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R. N. Mahalati, R. Y. Gu, and J. M. Kahn, “Resolution limits for imaging through multi-mode fiber,” Opt. Express 21(2), 1656–1668 (2013).
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P. Zhu, R. Jafari, T. Jones, and R. Trebino, “Complete measurement of spatiotemporally complex multi-spatial-mode ultrashort pulses from multimode optical fibers using delay-scanned wavelength-multiplexed holography,” Opt. Express 25(20), 24015–24023 (2017).
[Crossref]

T. Čižmár and K. Dholakia, “Shaping the light transmission through a multimode optical fibre: Complex transformation analysis and applications in biophotonics,” Opt. Express 19(20), 18871–18884 (2011).
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S. Deng, D. Loterie, G. Konstantinou, D. Psaltis, and C. Moser, “Raman imaging through multimode sapphire fiber,” Opt. Express 27(2), 1090–1098 (2019).
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I. Gusachenko, M. Chen, and K. Dholakia, “Raman imaging through a single multimode fibre,” Opt. Express 25(12), 13782–13798 (2017).
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[Crossref]

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Figures (9)

Fig. 1.
Fig. 1. Experimental setup used for fibre characterization. LC SLM – liquid crystal spatial light modulator, L – lens, PD – photodiode, BS – non-polarising beamsplitter, MD – D-shaped mirror, HWP – half-wave plate, PBS – polarising beamsplitter, POL – polariser, CAM – camera, P – right-angle prism mirror, RR – roof prism mirror. The inset shows hologram generation and the corresponding focused points at the Fourier plane of the modulator as well as how the mirrors MD1 and MD2 pick off the signal for the reference and the vertical polarisation, respectively.
Fig. 2.
Fig. 2. SLM dispersion compensation. (a) Drawing of the top half of the Fourier plane of the SLM for two gratings creating the two focused points for the two polarisation directions (see inset in Fig. 1). Different wavelengths are represented by different colours. Arrows show polarisation direction and dashed lines represent the image of the fibre core. (b) Focused points at the fibre input facet for different wavelengths without and with the dispersion correction. The arrows showing the polarisation direction are omitted for clarity in the two bottom figures. (c) Intensity enhancement for output points $50$ µm in front of the fibre facet at a different position ($x_{\mathrm {sample}}$) along a radius in the focal plane as a function of wavelength when tuning the laser from the calibration wavelength of $780\,\mathrm {nm}$. (d) Comparison of different dispersion compensation methods for a point in the centre of the focal plane. The numbers in the legend are the measured bandwidths calculated as the FWHM of the enhancement measured as a function of the wavelength.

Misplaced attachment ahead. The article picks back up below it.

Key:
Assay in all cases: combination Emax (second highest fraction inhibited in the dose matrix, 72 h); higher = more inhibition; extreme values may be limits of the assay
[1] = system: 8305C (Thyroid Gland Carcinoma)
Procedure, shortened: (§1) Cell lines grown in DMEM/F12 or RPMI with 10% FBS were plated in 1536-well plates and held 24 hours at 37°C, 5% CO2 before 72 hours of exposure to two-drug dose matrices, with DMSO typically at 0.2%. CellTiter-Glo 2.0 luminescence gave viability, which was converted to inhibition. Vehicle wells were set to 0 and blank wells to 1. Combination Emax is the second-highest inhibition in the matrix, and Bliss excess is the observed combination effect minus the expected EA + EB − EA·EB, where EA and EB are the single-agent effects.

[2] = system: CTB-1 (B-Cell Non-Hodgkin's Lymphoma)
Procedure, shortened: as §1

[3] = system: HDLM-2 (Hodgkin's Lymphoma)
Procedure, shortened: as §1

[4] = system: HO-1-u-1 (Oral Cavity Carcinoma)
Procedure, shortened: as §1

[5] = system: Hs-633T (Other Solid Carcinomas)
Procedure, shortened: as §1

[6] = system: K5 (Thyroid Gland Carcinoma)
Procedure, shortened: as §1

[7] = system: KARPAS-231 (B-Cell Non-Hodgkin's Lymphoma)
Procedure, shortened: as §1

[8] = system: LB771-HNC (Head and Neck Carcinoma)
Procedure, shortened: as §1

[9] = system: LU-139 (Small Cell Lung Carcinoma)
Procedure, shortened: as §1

Fig. 3.
Fig. 3. Dependence of the bandwidth of a graded-index fibre (Prysmian DrakaElite) on its length. (a) Intensity enhancement and spot size (for spots ${\leq }2.5$ µm) as a function of the position of the output points ($x_{\mathrm {sample}}$) and wavelength for three fibre lengths. (b) Comparison of the intensity enhancement for an output point in the centre of the facet. (c) Fibre bandwidth as a function of the fibre length. The vertical error bars show the standard deviation of the values measured in a line across the fibre facet and the horizontal error bars the uncertainty of the fibre length.
Fig. 4.